Model-View-Controller (MVC) is a popular architecture for designing applications that have a user interface. At its heart, MVC is a collection of software design patterns that provide a vocabulary for designing your application. When you “speak MVC,” other people who also know MVC will understand what you are saying.
The MVC vocabulary consists of:
This document presents an overview of Model-View-Controller and links to more detailed documentation that discusses these ideas in greater detail.
A model is usually named after a noun. A model is a data representation of something that exists, and just about anything that exists can be modeled.
To model a solar system, you’d start with a model of Planets and Satellites, which are the entities we will be dealing with. A planet can have many satellites, so there is a relationship between our entities. Using nothing more than the idea of “Planets” and “Satellites”, you can go a long way towards modeling a solar system.
A complete data model consists of entities and the relationships between those entities.
In Planets Tutorial, a Planet is a an Entity and so is a Satellite. An attribute of a Planet is its “mass”; the mass of a planet is stored in the data model alongside the name of the planet. Since a planet can have a name, name is therefore also an attribute of a Planet. - Relationships: Entities can affect one another through relationships. In tutorial-planet, a Planet can have many Satellites. Since a Planet can have many Satellites, we call this a “one-to-many” Relationship. There are also one-to-one and many-to-many relationships.
A model can therefore be described using an Entity-Relationship Diagram, which shows all of the types of objects, their attributes, and the way entities relate to one another. Read more about Facet: Database for a more detailed discussion and code examples.
A model might be a very simple representation of a real thing, or the model might be very detailed. A model of an entire country’s economy might require lots of detail, whereas a model of a school district might be relatively simpler.
A model is in some ways a platonic ideal of the actual domain being modeled. While things in the “real world” are irregular in an uncountable number of ways, our models are perfectly regular. Since models are stored in a database, all of the model attributes can be lined up nicely into rows and columns. Tidy!
Paradoxically, a model is always an imperfect representation of the thing it is modeling. The irregularities of the real world are difficult to capture using a model. The goal for good model creation is to isolate the parts of the model that are regular so as to reduce the number of exceptions to your model.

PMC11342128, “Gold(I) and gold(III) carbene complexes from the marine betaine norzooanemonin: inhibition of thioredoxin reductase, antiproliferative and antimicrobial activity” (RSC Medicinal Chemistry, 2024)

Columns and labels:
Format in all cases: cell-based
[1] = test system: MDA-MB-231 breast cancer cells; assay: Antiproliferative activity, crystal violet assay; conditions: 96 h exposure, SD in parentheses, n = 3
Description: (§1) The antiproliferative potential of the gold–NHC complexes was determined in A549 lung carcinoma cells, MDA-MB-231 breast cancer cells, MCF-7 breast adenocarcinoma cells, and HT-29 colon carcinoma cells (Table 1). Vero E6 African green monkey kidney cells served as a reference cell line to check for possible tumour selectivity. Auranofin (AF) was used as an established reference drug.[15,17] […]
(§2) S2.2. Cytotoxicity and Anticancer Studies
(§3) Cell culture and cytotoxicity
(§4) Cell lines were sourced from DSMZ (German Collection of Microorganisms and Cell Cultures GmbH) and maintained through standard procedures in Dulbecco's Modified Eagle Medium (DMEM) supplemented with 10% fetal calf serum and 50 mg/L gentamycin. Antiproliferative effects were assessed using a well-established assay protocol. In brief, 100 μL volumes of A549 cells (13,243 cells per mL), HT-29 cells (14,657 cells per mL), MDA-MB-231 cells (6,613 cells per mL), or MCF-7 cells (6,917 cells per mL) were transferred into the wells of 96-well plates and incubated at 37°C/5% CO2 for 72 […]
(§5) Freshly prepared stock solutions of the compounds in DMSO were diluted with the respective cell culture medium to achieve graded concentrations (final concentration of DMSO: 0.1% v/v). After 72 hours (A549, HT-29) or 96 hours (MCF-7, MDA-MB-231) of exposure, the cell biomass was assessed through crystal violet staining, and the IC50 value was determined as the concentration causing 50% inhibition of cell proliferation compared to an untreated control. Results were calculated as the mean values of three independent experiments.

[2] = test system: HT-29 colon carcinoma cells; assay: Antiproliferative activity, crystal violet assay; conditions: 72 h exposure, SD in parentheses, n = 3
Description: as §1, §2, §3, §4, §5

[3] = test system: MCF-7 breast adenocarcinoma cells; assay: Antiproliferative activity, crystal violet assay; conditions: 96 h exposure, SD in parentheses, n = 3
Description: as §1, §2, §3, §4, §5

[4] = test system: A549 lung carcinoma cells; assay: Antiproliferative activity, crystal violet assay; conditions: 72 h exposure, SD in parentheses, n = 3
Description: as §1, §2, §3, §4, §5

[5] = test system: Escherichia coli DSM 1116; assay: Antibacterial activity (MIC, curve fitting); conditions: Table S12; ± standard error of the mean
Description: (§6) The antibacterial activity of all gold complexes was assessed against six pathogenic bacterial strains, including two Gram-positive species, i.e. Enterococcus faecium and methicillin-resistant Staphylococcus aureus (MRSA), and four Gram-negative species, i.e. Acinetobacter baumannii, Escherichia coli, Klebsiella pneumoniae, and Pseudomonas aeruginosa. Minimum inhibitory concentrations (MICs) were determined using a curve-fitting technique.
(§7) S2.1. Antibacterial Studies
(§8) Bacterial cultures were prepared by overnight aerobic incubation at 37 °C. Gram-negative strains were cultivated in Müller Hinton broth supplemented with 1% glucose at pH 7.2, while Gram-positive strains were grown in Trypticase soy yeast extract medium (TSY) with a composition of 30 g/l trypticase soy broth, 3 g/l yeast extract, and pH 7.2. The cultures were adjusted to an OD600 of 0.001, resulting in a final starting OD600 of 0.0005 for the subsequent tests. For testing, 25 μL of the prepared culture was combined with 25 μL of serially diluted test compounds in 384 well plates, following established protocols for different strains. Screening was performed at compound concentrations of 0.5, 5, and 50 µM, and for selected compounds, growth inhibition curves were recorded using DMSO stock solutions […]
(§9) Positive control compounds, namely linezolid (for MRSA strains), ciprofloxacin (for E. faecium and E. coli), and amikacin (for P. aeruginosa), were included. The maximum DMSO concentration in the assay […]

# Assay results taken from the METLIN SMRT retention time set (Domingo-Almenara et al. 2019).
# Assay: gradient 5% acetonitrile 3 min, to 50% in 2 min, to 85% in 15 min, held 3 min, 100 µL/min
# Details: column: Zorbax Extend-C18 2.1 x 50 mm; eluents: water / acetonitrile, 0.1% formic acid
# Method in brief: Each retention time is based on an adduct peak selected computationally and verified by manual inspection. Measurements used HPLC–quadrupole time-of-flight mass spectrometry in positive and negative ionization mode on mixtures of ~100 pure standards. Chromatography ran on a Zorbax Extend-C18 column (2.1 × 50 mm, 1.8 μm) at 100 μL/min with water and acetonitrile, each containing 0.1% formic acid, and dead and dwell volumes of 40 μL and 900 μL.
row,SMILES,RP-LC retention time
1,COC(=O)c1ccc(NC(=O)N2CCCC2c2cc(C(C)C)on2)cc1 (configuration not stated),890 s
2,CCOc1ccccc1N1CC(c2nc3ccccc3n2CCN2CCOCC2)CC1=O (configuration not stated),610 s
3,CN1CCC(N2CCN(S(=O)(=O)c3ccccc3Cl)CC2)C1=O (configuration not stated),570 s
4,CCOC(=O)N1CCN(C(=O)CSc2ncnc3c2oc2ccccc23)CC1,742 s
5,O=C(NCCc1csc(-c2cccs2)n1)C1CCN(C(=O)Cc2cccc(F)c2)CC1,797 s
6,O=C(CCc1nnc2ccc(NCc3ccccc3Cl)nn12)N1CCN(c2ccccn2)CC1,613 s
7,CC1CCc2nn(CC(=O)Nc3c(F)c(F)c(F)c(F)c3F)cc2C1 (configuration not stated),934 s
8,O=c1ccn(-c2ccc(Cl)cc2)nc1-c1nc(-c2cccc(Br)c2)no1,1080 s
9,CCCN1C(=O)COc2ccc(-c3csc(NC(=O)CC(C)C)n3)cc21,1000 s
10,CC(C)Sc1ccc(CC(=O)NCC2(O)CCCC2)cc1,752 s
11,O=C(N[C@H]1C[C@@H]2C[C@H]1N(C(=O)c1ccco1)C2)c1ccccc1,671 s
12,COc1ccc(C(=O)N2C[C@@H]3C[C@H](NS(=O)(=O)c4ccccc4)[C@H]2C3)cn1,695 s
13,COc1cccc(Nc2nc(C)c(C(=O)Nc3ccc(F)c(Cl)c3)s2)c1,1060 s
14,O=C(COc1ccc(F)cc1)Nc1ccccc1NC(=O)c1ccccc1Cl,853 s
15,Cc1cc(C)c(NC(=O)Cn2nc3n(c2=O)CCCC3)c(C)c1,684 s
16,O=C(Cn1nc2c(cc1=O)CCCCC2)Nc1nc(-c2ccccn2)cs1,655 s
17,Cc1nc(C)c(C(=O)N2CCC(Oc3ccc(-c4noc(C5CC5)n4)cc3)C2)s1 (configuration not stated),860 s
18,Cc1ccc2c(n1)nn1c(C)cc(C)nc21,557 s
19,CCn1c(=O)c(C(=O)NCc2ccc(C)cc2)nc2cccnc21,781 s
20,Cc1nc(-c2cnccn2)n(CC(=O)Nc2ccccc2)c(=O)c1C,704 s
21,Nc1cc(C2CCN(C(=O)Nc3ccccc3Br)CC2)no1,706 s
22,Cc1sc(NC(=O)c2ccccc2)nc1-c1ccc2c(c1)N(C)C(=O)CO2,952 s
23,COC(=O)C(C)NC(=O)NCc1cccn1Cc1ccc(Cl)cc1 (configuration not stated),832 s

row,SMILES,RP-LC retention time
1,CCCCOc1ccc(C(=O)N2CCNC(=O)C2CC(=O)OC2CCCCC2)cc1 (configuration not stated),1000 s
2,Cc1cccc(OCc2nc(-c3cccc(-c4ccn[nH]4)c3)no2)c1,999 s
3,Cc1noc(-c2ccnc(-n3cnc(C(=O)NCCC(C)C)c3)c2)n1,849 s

Sometimes, we talk about “domains” when we talk about models, because our models might be thematically related to one another. A domain might be something like finance, gaming, email, or any other broad category that people build applications for. To properly model a domain, we might talk to a “domain expert” to learn more about the kinds of models we are building.
A view is a user interface that can present data that comes from a model. In classic MVC, the model pushes data to the view, and the view knows how to update itself to display the data that was received from the model. Views can also contain input elements like buttons, fields, and sliders. When these input elements are activated, the Controller must decide how to respond. Views are often written as templates that have placeholders for data. For web programming, a View template is frequently written using HTML . Read more about Facet: Blueprints for a more detailed discussion and code examples.
A controller responds to input by changing a view or model. A common type of controller is driven with a Graphical User Interface, which uses things like menus, fields, and buttons so that a human can click stuff to get things done. Read more about Facet: Administration for a more detailed discussion.
A different type of controller is an API, which is typically used by other software (rather than a human) to make the application do something. Read more about Facet: REST for a more detailed discussion.
|||There’s nothing inherently special about HTML templates for constructing Views. For example, Android Views can be constructed using Java. The point is that the idea of views can be generalized to any platform.|